Integrating ecosystem-service tradeoffs into land-use decisi

Edited by Pierre A. Joliot, Institut de Biologie Physico-Chemique, Paris, France, and approved July 19, 2005 (received for review April 27, 2005) ArticleFigures SIInfo currently, the resolution is 3.2 Å (4). The structure of the PSII RC sh Communicated by Dennis A. Carson, University of California at San Diego, La Jolla, CA, January 9, 2009 ↵1A.E.A. and I.G. contributed equally to this work. (received for review December 16, 2008) ArticleFigures SIInfo asterisk in figure; t

Contributed by Gretchen C. Daily, February 17, 2012 (sent for review September 15, 2011)

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Abstract

Recent high-profile efforts have called for integrating ecosystem-service values into Necessary societal decisions, but there are few demonstrations of this Advance in practice. We quantified ecosystem-service values to help the largest private lanExecutewner in Hawaii, Kamehameha Schools, design a land-use development plan that balances multiple private and public values on its North Shore land hAgedings (Island of O’ahu) of ∼10,600 ha. We used the InVEST software tool to evaluate the environmental and financial implications of seven planning scenarios encompassing Dissimilaritying land-use combinations including biofuel feedstocks, food crops, forestry, livestock, and residential development. All scenarios had positive financial return relative to the status quo of negative return. However, tradeoffs existed between carbon storage and water quality as well as between environmental improvement and financial return. Based on this analysis and community inPlace, Kamehameha Schools is implementing a plan to support diversified agriculture and forestry. This plan generates a positive financial return ($10.9 million) and improved carbon storage (0.5% increase relative to status quo) with negative relative Traces on water quality (15.4% increase in potential nitrogen export relative to status quo). The Traces on water quality could be mitigated partially (reduced to a 4.9% increase in potential nitrogen export) by establishing veObtaination buffers on agricultural fields. This plan contributes to policy goals for climate change mitigation, food security, and diversifying rural economic opportunities. More broadly, our Advance illustrates how information can help guide local land-use decisions that involve tradeoffs between private and public interests.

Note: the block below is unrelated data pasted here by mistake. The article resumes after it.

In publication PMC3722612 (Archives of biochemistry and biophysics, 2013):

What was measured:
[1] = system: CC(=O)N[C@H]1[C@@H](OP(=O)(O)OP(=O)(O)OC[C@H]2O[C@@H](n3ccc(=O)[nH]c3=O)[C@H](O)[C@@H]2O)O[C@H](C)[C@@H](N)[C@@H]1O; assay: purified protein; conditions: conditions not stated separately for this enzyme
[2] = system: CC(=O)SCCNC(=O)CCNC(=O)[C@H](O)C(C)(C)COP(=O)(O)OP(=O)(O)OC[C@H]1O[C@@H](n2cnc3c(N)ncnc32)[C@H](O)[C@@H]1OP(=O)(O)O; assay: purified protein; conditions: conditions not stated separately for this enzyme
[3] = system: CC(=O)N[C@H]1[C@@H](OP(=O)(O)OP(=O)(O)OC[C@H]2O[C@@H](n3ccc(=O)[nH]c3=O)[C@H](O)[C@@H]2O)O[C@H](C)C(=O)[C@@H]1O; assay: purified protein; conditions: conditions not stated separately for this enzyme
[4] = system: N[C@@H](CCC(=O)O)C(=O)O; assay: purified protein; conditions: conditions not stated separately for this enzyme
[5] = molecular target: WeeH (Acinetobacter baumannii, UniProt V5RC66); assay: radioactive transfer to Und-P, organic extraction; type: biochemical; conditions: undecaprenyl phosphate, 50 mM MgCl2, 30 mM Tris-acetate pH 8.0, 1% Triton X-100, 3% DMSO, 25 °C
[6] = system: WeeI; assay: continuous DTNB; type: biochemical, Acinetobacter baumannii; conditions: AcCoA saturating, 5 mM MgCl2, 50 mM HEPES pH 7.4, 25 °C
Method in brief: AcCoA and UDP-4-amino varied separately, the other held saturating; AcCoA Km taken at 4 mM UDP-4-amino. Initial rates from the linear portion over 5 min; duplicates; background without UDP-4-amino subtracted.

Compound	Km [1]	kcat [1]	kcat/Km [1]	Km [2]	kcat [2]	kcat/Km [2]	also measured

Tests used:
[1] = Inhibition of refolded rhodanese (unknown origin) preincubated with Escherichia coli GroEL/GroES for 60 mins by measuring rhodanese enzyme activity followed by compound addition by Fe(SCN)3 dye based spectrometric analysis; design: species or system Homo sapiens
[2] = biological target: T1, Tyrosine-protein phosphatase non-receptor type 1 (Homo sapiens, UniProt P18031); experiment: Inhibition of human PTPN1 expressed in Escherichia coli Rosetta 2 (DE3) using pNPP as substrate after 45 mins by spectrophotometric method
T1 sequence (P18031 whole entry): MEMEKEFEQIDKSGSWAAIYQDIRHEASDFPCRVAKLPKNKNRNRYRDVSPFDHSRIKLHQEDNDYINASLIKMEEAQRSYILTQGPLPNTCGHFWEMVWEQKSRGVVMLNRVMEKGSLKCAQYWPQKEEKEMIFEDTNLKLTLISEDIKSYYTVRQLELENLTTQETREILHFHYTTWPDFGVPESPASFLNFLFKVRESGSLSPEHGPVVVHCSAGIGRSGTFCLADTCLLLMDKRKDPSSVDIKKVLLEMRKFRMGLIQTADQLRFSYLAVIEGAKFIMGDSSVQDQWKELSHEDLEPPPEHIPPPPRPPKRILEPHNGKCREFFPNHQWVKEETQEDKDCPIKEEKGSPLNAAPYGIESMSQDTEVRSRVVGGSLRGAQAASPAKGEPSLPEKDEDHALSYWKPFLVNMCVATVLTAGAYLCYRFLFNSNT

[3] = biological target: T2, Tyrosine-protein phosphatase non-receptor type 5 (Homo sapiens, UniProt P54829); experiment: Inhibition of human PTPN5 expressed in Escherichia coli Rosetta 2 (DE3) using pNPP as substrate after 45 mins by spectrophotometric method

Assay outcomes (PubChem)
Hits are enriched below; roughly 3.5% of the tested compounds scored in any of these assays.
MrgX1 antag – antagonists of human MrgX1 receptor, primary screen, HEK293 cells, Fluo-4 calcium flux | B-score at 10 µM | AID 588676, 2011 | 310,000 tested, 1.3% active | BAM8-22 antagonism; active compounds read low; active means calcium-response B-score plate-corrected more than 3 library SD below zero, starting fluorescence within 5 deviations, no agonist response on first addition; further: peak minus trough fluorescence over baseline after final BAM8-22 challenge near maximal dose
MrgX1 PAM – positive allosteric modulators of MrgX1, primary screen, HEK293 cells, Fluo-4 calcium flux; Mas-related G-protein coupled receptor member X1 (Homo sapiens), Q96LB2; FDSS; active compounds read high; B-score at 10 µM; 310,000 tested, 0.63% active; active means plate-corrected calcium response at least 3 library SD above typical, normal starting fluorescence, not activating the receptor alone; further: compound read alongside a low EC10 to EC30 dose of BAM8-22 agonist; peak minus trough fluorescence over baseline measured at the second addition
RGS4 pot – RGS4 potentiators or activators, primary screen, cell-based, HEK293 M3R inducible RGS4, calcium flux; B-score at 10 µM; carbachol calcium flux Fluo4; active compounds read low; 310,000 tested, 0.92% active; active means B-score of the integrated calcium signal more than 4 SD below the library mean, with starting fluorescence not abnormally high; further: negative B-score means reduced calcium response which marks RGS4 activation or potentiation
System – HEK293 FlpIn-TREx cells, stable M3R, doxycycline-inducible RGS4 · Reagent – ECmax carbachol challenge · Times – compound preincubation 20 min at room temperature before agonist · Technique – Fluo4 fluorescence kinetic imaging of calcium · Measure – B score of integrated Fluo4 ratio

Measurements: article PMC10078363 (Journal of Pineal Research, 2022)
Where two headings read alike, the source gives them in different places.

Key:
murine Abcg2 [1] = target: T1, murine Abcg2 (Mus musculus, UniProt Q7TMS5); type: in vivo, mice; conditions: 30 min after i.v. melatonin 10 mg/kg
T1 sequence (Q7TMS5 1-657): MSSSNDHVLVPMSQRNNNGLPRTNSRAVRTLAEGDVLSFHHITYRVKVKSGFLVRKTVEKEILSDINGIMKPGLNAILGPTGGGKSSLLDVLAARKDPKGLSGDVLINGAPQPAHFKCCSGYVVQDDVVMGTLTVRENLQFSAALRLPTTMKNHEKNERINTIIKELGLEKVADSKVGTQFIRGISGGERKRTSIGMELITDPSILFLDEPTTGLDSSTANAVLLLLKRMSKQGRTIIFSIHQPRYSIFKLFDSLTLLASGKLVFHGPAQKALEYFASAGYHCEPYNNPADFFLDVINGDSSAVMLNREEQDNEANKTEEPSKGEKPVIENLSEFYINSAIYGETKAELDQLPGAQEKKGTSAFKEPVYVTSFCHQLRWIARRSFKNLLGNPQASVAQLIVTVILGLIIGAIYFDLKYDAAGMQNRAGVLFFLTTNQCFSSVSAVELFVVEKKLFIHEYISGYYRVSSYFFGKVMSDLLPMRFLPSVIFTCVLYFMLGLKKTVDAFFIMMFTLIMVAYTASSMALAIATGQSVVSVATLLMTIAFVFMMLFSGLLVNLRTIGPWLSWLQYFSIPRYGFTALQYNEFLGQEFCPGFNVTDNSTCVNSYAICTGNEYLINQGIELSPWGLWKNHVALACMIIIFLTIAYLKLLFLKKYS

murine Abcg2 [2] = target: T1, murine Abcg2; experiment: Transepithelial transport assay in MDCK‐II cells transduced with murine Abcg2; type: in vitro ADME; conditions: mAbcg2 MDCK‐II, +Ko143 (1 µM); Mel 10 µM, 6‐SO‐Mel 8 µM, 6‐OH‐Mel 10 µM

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Recent high-profile studies (1⇓⇓–4) have emphasized the importance of ecosystems in providing valuable services to humanity, and recent events have provided strong evidence of the value of flood-risk mitigation (5, 6), coastal protection (7, 8), and pollination (9). Global changes in land use and climate also have highlighted the role of ecosystems in food, water, and energy security and in climate change mitigation and adaption (10⇓⇓–13). New policy and finance mechanisms are being deployed worldwide to protect the natural capital embodied in Earth’s lands, waters, and biodiversity (14). China, for instance, has pursued multiple national policies on payments for ecosystem services aiming to harmonize human development goals with watershed protection, carbon sequestration, biodiversity conservation, and other environmental objectives, with planned investment on the order of $100 billion (15).

However, Recent efforts to protect natural capital that provides valuable ecosystem services are in their infancy. The urgent challenge is to move from Concepts to action to change societal decision making (16, 17). A necessary step forward to mainstream ecosystem services is the ability to factor multiple ecosystem services into local and Locational land-use planning (18, 19). We conducted an ecosystem-services analysis of land-use planning in Hawaii that informed actual decisions by the state’s largest private lanExecutewner, the educational trust Kamehameha Schools (owning ∼147,710 ha or ∼8% of the total land base). Hawaii is a microcosm of the forces at play globally that are intensifying presPositive on land for competing uses. In response, recent policy initiatives in Hawaii have focused attention on ecosystem services, mitigation of and adaptation to climate change, and food and energy security (e.g., House ConRecent Resolution 200 House Draft 1, Regular Session of 2006; House Bill 226, Regular Session of 2007; Hawaii Clean Energy Initiative).

Our analysis quantified ecosystem service and economic implications of alternative futures for Kamehameha Schools’ land hAgedings on the North Shore of O`ahu (Fig. 1). From 2006 to 2008, Kamehameha Schools undertook an extensive land-use planning process with the local community. During that process, we used a spatially explicit modeling tool, Integrated Valuation of Ecosystem Services and Tradeoffs (InVEST) (20, 21) to address a pair of linked planning questions: (i) What is the best use of the largely abanExecutened agricultural lands to meet the needs of the local community and those of the broader public (related particularly to policy initiatives for climate, food, and energy security) while also generating positive financial return for Kamehameha Schools? (ii) Execute alternative land uses result in win-win outcomes or tradeoffs for ecosystem services and financial return relative to a business-as-usual scenario? These questions are relevant far beyond Hawaii to the many Locations globally that are undergoing extensive land-use change precipitated by shifting economic and political forces (22).